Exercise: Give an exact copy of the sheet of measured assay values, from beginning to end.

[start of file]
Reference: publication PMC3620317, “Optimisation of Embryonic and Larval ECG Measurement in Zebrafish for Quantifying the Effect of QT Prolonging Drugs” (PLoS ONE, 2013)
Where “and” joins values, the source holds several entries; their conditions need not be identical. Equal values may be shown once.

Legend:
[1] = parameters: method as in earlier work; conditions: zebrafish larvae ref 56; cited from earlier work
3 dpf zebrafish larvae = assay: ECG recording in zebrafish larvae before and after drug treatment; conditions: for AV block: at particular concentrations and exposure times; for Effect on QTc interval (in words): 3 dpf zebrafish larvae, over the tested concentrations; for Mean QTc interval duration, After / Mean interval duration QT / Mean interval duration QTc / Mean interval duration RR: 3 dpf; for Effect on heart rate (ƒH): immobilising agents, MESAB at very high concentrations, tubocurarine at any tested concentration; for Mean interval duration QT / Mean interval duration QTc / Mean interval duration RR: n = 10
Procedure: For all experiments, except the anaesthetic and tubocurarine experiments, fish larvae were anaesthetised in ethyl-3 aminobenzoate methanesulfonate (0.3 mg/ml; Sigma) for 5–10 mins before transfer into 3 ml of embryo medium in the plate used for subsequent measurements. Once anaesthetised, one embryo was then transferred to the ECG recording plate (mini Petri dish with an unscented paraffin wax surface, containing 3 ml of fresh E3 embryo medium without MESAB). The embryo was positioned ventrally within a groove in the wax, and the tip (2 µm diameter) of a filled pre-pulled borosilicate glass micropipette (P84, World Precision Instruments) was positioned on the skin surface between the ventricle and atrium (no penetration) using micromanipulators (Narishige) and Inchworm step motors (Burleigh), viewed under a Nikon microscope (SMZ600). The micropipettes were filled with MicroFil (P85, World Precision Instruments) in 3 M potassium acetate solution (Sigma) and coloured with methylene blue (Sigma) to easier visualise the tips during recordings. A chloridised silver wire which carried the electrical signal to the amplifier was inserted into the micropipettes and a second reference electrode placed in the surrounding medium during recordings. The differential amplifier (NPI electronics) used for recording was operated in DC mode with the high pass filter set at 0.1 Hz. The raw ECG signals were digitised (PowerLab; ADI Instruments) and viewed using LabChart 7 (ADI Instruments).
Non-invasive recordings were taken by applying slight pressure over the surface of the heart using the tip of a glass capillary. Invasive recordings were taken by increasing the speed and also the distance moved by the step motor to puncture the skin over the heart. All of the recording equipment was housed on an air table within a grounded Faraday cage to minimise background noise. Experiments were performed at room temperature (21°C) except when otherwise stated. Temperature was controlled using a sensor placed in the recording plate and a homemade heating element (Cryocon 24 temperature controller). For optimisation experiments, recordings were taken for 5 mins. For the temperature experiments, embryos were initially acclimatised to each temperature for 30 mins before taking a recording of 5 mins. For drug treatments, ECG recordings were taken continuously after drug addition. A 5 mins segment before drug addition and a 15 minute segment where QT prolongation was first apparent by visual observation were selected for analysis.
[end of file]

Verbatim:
Reference: publication PMC3620317, “Optimisation of Embryonic and Larval ECG Measurement in Zebrafish for Quantifying the Effect of QT Prolonging Drugs” (PLoS ONE, 2013)
Where “and” joins values, the source holds several entries; their conditions need not be identical. Equal values may be shown once.

Legend:
[1] = parameters: method as in earlier work; conditions: zebrafish larvae ref 56; cited from earlier work
3 dpf zebrafish larvae = assay: ECG recording in zebrafish larvae before and after drug treatment; conditions: for AV block: at particular concentrations and exposure times; for Effect on QTc interval (in words): 3 dpf zebrafish larvae, over the tested concentrations; for Mean QTc interval duration, After / Mean interval duration QT / Mean interval duration QTc / Mean interval duration RR: 3 dpf; for Effect on heart rate (ƒH): immobilising agents, MESAB at very high concentrations, tubocurarine at any tested concentration; for Mean interval duration QT / Mean interval duration QTc / Mean interval duration RR: n = 10
Procedure: For all experiments, except the anaesthetic and tubocurarine experiments, fish larvae were anaesthetised in ethyl-3 aminobenzoate methanesulfonate (0.3 mg/ml; Sigma) for 5–10 mins before transfer into 3 ml of embryo medium in the plate used for subsequent measurements. Once anaesthetised, one embryo was then transferred to the ECG recording plate (mini Petri dish with an unscented paraffin wax surface, containing 3 ml of fresh E3 embryo medium without MESAB). The embryo was positioned ventrally within a groove in the wax, and the tip (2 µm diameter) of a filled pre-pulled borosilicate glass micropipette (P84, World Precision Instruments) was positioned on the skin surface between the ventricle and atrium (no penetration) using micromanipulators (Narishige) and Inchworm step motors (Burleigh), viewed under a Nikon microscope (SMZ600). The micropipettes were filled with MicroFil (P85, World Precision Instruments) in 3 M potassium acetate solution (Sigma) and coloured with methylene blue (Sigma) to easier visualise the tips during recordings. A chloridised silver wire which carried the electrical signal to the amplifier was inserted into the micropipettes and a second reference electrode placed in the surrounding medium during recordings. The differential amplifier (NPI electronics) used for recording was operated in DC mode with the high pass filter set at 0.1 Hz. The raw ECG signals were digitised (PowerLab; ADI Instruments) and viewed using LabChart 7 (ADI Instruments).
Non-invasive recordings were taken by applying slight pressure over the surface of the heart using the tip of a glass capillary. Invasive recordings were taken by increasing the speed and also the distance moved by the step motor to puncture the skin over the heart. All of the recording equipment was housed on an air table within a grounded Faraday cage to minimise background noise. Experiments were performed at room temperature (21°C) except when otherwise stated. Temperature was controlled using a sensor placed in the recording plate and a homemade heating element (Cryocon 24 temperature controller). For optimisation experiments, recordings were taken for 5 mins. For the temperature experiments, embryos were initially acclimatised to each temperature for 30 mins before taking a recording of 5 mins. For drug treatments, ECG recordings were taken continuously after drug addition. A 5 mins segment before drug addition and a 15 minute segment where QT prolongation was first apparent by visual observation were selected for analysis.